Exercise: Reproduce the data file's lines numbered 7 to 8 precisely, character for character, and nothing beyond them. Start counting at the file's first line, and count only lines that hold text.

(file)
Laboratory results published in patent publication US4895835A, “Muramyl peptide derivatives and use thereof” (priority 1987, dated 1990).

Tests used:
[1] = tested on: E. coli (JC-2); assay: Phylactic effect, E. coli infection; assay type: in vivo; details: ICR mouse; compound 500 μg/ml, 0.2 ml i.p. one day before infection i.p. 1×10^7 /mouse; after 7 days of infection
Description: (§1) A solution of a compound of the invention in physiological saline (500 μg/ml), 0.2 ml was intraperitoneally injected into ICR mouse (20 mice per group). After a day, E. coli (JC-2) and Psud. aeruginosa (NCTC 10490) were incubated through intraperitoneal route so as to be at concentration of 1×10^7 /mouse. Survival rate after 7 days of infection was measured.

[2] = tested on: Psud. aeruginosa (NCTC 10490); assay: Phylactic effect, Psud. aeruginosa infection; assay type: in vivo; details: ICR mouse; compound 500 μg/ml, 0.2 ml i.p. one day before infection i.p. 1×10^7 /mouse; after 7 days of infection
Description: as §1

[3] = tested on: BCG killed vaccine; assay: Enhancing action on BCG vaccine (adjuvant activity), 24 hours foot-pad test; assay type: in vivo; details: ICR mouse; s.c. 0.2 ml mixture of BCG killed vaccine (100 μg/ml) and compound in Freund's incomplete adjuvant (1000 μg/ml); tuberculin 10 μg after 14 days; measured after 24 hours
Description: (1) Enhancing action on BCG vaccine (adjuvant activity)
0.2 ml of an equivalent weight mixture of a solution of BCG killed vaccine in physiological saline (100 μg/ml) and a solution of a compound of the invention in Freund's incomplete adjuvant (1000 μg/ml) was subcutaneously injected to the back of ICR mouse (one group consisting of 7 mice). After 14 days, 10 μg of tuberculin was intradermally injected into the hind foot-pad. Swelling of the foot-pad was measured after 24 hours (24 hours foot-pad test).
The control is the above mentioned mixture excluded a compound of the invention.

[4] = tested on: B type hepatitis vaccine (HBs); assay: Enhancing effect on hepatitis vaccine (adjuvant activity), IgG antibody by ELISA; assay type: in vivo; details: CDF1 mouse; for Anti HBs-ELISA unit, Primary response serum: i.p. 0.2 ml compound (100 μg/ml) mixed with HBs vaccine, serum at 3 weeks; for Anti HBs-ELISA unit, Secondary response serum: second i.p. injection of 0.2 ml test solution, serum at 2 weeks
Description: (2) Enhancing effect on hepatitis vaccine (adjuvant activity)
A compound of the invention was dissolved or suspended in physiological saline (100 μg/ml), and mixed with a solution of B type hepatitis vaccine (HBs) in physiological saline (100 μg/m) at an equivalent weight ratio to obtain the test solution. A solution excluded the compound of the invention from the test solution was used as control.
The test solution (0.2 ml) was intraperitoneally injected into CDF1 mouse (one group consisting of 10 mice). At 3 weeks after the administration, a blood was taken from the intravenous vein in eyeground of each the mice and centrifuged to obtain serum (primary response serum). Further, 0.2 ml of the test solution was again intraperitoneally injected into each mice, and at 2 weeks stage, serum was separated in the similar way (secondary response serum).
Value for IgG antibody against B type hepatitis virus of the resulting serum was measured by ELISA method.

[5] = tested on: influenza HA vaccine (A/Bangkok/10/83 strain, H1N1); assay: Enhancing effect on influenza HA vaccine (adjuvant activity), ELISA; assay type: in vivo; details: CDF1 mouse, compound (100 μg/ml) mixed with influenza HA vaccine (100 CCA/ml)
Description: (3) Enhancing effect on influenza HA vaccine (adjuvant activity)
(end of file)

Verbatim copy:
[3] = tested on: BCG killed vaccine; assay: Enhancing action on BCG vaccine (adjuvant activity), 24 hours foot-pad test; assay type: in vivo; details: ICR mouse; s.c. 0.2 ml mixture of BCG killed vaccine (100 μg/ml) and compound in Freund's incomplete adjuvant (1000 μg/ml); tuberculin 10 μg after 14 days; measured after 24 hours
Description: (1) Enhancing action on BCG vaccine (adjuvant activity)